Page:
“Fortunately, the school already has all the (requirements for senior high school). The university’s programs were already tailor-made for senior high school so it was relatively easy for the UMak to offer (the additional two years),” Brawner said.
She said even for college faculty members handling first year classes, usually general education subjects, it was not much of a stretch. For one thing, they were paid the same rates and enjoyed the same benefits as in college. Class schedules and structures were also practically similar to those in college.
So, in 2012, instead of admitting first year college students, the UMak had its first Grade 11 class. Over a dozen electives representing various areas of interest were offered.
Although students could shift from one elective to another, Brawner said they were required to finish one quarter before moving to another field.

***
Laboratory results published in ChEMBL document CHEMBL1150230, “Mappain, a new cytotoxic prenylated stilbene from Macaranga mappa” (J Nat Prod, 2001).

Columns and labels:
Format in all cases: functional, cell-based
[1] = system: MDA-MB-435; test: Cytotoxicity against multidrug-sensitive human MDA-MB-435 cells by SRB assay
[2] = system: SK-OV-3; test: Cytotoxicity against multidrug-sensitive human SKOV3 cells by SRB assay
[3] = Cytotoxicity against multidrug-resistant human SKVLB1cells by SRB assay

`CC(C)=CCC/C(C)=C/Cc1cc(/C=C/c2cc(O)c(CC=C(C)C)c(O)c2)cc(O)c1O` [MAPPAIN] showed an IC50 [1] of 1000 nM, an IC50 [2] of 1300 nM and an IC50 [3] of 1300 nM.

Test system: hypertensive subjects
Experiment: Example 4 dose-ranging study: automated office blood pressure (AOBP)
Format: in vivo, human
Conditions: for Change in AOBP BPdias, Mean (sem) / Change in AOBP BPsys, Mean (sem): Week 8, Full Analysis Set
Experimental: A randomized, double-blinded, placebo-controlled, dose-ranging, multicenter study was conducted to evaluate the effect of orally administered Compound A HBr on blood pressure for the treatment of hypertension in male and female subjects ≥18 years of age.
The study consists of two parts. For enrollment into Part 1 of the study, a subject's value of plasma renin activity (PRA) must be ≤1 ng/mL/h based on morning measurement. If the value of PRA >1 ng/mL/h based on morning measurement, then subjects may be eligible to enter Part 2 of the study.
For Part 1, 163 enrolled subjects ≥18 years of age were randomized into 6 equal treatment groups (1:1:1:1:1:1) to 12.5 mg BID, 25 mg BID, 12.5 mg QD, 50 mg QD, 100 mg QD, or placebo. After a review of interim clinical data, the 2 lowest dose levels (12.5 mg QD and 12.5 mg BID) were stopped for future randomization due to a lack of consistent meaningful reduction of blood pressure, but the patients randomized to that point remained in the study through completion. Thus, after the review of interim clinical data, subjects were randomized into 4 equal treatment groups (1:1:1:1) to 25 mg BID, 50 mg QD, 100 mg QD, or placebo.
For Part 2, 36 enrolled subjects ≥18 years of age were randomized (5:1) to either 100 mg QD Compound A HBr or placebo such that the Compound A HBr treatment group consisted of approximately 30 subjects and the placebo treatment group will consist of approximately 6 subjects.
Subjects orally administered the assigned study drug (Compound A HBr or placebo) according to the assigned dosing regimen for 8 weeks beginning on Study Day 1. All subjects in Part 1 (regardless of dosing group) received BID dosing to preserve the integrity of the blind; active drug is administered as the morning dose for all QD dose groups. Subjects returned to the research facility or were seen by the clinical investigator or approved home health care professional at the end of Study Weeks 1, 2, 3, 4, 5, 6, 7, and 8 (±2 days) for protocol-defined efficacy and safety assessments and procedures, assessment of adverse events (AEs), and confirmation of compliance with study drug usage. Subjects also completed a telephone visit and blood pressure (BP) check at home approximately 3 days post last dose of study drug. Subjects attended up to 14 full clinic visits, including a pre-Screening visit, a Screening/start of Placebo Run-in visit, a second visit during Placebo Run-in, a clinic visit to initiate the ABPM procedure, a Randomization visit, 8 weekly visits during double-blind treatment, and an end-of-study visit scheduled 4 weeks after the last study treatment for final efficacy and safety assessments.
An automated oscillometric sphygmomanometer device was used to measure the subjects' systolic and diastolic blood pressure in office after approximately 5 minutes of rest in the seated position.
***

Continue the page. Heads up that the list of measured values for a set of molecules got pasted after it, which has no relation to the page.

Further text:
Despite the relative ease in setting up the senior high school program, Lopez knew the UMak’s experience would be unique. As a local government-run higher education institution (HEI), it was easy enough for him to get the go-ahead of Makati City Mayor Jejomar Erwin Binay Jr. and be assured of financial support.
Private HEIs relying on tuition to sustain them would have to anticipate at least two years of no new enrollment when Grade 11 becomes mandatory in school year 2016-2017.
The high school freshmen of 2012-2013 would be the first to undergo two more years of basic education and could expect to graduate in 2017-2018.
This means no new college freshmen in those two years. With the senior high school curriculum designed to open up more job opportunities upon graduation, freshman enrollment in 2018-2019 might also be lower than usual.